I picked up the following tid-bits from Z’ev’s presentation:

  • Despite the Kabbalah being the mystical tradition of the Hebrews, its inner meaning is a Perennial tradition which has been known to different cultures at different times, even those unconnected with one another: e.g. China, Tibet, Babylon, etc. This is even shown in iconography from these regions which all purport to show variants of the Tree of Life.
  • The story of Noah’s Ark is metaphorical: the real Ark was in fact knowledge of the Kabbalah itself, whilst the various animals that were saved were particular aspects of that knowledge, which Noah managed to preserve for posterity. In that respect the Great Tree (left) was the blue-print for the Ark described in Genesis. (Alex thinks: Hmm, I wonder if the Royal Ark Mariners have ever considered this?)
  • Z’ev takes a curiously wary view of Angels. He used the metaphor of a corporation: God is the boss of the company; Man is the boss’ son; whilst the Angels are the boss’ employees. Thus whilst it is entirely possible that if one were to approach God directly, He would instruct one of His Angels to help: but an Angel would not necessarily be helpful if it were approached directly. In fact, according to Z’ev, an Angel might be downright troublesome. Z’ev took the view that if one asked an Angel to help, one might end up “paying with one’s soul.” At first this makes it seem that Angels are hardly any different from Goetic spirits: although by viewing angels this way it might explain why e.g. Enochian angels are often reported to be troublesome when invoked.
  • Z’ev believes in the existence of spirit guides – Maggidim – but avers that they are they are human spirits, rather than “Holy Guardian Angels” (this is probably connected with the dim view that he takes on Angels generally – see above). Z’ev himself claims that he is guided by the spirit of a Kabbalist who lived in the 11th century. He also believes that everyone has within their psyche an “Inner-Teacher” which is equivalent to Daath. From the way he described it, the Inner Teacher seemed to be equivalent to Freud’s notion of the Super-Ego.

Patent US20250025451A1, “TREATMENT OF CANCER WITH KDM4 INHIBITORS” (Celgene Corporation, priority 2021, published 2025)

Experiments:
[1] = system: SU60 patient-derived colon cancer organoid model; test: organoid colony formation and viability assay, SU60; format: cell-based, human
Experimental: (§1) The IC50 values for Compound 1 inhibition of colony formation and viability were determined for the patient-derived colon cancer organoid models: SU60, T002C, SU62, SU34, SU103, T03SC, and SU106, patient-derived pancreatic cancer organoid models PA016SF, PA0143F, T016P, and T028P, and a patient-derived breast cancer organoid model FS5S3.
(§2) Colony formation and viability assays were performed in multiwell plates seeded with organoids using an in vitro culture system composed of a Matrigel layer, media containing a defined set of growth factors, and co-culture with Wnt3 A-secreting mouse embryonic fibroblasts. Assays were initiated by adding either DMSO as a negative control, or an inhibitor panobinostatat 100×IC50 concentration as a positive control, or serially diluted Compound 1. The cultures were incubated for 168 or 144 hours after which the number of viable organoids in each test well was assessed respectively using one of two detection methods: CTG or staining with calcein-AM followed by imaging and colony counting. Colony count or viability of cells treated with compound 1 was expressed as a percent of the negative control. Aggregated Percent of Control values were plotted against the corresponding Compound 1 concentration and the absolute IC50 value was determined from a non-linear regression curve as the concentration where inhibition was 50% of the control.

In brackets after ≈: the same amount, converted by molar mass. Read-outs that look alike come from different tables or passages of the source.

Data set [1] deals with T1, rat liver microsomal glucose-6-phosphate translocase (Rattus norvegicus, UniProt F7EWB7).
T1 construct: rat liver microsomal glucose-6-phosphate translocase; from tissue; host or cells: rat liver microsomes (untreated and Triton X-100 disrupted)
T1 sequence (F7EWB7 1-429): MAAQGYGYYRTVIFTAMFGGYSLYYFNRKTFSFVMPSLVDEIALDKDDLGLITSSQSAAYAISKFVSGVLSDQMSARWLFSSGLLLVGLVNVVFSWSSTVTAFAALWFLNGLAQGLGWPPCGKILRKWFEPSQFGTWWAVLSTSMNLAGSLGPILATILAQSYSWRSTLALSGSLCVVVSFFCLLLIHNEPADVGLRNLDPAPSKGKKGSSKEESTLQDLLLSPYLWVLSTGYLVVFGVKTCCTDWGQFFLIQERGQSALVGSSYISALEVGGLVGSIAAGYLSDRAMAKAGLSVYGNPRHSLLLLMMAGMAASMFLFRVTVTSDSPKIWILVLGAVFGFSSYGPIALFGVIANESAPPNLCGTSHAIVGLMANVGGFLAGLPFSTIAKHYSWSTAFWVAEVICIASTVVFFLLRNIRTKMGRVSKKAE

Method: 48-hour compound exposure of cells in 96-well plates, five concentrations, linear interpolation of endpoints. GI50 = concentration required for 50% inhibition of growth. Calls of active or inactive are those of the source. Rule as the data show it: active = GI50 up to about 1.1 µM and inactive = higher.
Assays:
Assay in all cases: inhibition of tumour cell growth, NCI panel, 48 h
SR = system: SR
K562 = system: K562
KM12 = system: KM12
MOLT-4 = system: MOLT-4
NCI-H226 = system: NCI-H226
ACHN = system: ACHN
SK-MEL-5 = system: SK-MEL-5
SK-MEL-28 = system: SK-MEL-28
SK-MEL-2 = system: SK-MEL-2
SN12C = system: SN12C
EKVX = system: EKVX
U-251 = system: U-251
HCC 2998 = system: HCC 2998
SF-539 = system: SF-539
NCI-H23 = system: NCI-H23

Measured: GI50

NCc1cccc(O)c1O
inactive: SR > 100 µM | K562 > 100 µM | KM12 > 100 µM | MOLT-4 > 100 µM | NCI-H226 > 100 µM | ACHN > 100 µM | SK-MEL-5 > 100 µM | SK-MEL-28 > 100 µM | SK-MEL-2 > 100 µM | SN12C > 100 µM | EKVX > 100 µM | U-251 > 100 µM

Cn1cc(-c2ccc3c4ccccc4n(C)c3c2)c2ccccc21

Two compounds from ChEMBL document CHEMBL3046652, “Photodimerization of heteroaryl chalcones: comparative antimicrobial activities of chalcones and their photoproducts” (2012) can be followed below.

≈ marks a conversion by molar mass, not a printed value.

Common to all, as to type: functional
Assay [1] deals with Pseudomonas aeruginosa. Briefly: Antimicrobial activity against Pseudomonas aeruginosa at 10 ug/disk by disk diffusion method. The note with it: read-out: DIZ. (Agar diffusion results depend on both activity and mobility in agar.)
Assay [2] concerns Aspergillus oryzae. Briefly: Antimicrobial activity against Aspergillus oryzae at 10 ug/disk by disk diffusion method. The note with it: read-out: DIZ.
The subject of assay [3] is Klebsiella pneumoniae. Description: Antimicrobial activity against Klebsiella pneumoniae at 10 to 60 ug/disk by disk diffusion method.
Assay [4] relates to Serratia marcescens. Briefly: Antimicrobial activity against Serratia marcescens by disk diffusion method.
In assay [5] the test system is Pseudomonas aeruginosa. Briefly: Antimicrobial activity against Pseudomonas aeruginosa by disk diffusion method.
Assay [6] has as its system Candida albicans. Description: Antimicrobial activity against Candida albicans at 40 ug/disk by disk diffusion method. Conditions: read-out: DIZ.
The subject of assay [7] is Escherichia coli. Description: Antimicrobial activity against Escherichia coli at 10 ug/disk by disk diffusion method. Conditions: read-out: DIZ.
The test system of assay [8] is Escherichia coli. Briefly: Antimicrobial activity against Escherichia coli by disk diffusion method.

• Apparently, in every age at any one time there is an “Alpha-Qabalist” (Aleph-Qabalist?) living, who is like a Secret Chief, world teacher or Qabalistic version of the Messiah. The identity of this Alpha-Qabalist is always secret: he or she always keeps him-or-her-self to him-or-her-self. Z’ev was far too modest to hint in anything other than the mildest terms that it was himself! 😉

After lunch, Z’ev led those assembled on a Qabalistic pathworking exercise. From the ease with which he interpreted peoples vision-experiences I very much suspected that he had done this kind of thing many times in the past, and consequently knew every type of symbolism that commonly cropped up!


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Inception – An Initiated Review

Inception star Leonardo Di Caprio